Women refugees and migrants get a place of their own
Complete with Middle Eastern music, smells of home-cooked recipes and plenty of smiling faces, Women’s Corner officially opened its doors in Belgrade.
“I crossed borders seven times, I was arrested, walked for a week without a break. Now I am here [in Serbia] for two months and I gave birth to a baby girl 11 days ago. This Corner means a world to us,” says Ferista, who left Afghanistan while seven months pregnant. She is one of a couple of hundred women who visit the Miksaliste refugee transit centre in the Serbian capital every day.
The Women’s Corner in Belgrade, a place where women refugees and migrants mingle with Serbian women to exchange experiences, feels like a best friend’s living room. Officially opened on 6 October with support from UN Women in Serbia and Oxfam, the Women’s Corner is part of the Refugee Aid Miksaliste transit centre, and offers a safe place for women to rest and take their mind off their long journeys and uncertain futures.
The Miksaliste transit centre opened its doors just over a year ago for migrants and refugees to receive food, clothes, medical assistance, hygiene products. More than 130,000 refugees and migrants have received assistance since its opening, serving up to 1,000 people a day in the peak of the refugee crisis.
Maja Lalic, director of the Miksaliste transit centre, had long been trying to find a way to support women refugees and migrants beyond providing these basic necessities, some of which were supplied through UN Women and Oxfam. “We asked the women to propose what they wanted apart from food, water, clothing. We saw a spark of joy in their eyes because no one had asked about such needs of people fleeing war,” Lalic said.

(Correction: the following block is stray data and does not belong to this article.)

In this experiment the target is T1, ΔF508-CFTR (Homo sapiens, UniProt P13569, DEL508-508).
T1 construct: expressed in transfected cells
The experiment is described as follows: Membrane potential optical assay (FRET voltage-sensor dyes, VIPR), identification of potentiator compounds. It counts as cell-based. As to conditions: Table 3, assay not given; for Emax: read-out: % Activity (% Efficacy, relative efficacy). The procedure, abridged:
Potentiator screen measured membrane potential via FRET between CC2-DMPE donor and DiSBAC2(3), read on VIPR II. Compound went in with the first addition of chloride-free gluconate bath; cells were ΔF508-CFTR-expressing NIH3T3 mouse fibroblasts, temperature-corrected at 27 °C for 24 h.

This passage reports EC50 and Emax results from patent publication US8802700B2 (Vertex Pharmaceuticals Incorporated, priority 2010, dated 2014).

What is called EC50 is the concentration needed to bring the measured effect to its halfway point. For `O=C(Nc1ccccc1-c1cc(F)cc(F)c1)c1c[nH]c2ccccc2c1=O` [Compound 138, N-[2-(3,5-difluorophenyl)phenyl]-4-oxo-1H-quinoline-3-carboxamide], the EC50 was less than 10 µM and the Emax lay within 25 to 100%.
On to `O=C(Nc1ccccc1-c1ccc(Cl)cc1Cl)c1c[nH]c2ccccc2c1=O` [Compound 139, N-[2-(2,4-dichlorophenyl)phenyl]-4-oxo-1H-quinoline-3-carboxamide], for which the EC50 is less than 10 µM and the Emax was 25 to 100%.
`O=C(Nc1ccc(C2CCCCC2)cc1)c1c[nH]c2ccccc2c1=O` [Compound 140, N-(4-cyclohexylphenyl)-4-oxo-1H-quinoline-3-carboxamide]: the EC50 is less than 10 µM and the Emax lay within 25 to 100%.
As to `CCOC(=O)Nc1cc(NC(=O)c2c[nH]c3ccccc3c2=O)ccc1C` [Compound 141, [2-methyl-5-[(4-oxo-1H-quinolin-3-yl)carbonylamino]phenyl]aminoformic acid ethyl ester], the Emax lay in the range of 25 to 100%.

As part of the transit centre, the new Women’s Corner brings an added dimension of safety and comfort for women and girls that includes space for music, discussions, artistic workshops such as henna painting, and even meditative relaxation.
According to Zorana Mihajlovic, President of the Government of Serbia Coordinating Body for Gender Equality, it is above all our human obligation to help women and girls refugees and migrants. “We want to be with these women and girls and we must never forget that they are the most vulnerable group,” Mihajlovic said at the opening of the Women’s Corner.
Milana Rikanovic, Head of UN Women in Serbia, expressed her hope that Women’s Corner will eventually develop business initiatives among women in Serbia, refugees, and other women’s groups. “It is very important to understand that women refugees are those who currently need help, but they can also provide help,” said Milana.
Barbara Chiarenza, Humanitarian Protection Manager for the Refugees Crisis at Oxfam envisions empowerment workshops that will provide a safe space for women and girl refugees to socialize, while also promote small and medium-size business.